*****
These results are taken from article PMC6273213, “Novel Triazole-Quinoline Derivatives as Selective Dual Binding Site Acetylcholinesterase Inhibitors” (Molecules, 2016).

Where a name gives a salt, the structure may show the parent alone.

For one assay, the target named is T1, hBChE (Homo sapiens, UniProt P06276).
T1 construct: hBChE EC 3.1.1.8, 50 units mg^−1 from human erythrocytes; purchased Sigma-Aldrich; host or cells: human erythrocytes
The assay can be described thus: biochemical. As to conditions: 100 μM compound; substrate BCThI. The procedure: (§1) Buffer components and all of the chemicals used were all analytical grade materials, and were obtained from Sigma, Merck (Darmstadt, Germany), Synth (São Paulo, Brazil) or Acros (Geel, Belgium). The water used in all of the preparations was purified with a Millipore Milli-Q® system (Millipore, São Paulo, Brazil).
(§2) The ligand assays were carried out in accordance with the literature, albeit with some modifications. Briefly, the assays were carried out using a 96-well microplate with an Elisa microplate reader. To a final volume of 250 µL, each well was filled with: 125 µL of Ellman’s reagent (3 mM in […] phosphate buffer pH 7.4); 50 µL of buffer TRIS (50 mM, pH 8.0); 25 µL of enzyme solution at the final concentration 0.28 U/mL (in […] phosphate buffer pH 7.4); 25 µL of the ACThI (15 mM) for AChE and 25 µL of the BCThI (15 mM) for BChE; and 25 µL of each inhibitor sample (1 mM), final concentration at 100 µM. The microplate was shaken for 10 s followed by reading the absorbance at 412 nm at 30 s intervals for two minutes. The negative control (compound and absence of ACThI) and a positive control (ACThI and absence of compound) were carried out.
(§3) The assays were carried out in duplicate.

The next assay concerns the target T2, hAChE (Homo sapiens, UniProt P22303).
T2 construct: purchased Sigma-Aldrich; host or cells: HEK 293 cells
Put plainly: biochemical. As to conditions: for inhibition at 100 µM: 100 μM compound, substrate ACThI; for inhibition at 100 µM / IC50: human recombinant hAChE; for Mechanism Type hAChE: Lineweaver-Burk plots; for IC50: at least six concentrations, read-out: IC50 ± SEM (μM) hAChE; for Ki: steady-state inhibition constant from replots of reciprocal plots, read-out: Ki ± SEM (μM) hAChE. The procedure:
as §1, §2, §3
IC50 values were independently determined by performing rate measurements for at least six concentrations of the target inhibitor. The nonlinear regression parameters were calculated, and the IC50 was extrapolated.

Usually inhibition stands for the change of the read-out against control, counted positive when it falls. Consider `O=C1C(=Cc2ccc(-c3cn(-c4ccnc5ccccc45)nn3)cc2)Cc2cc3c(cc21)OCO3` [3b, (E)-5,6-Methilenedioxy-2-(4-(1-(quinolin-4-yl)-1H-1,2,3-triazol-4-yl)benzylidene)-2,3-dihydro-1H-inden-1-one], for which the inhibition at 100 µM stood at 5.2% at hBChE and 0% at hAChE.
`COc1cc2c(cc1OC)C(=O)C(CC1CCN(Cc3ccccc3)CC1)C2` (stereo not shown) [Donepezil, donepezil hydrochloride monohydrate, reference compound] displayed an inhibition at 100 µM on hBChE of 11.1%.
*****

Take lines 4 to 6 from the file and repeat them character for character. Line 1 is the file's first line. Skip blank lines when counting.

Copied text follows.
T1 construct: hBChE EC 3.1.1.8, 50 units mg^−1 from human erythrocytes; purchased Sigma-Aldrich; host or cells: human erythrocytes
The assay can be described thus: biochemical. As to conditions: 100 μM compound; substrate BCThI. The procedure: (§1) Buffer components and all of the chemicals used were all analytical grade materials, and were obtained from Sigma, Merck (Darmstadt, Germany), Synth (São Paulo, Brazil) or Acros (Geel, Belgium). The water used in all of the preparations was purified with a Millipore Milli-Q® system (Millipore, São Paulo, Brazil).
(§2) The ligand assays were carried out in accordance with the literature, albeit with some modifications. Briefly, the assays were carried out using a 96-well microplate with an Elisa microplate reader. To a final volume of 250 µL, each well was filled with: 125 µL of Ellman’s reagent (3 mM in […] phosphate buffer pH 7.4); 50 µL of buffer TRIS (50 mM, pH 8.0); 25 µL of enzyme solution at the final concentration 0.28 U/mL (in […] phosphate buffer pH 7.4); 25 µL of the ACThI (15 mM) for AChE and 25 µL of the BCThI (15 mM) for BChE; and 25 µL of each inhibitor sample (1 mM), final concentration at 100 µM. The microplate was shaken for 10 s followed by reading the absorbance at 412 nm at 30 s intervals for two minutes. The negative control (compound and absence of ACThI) and a positive control (ACThI and absence of compound) were carried out.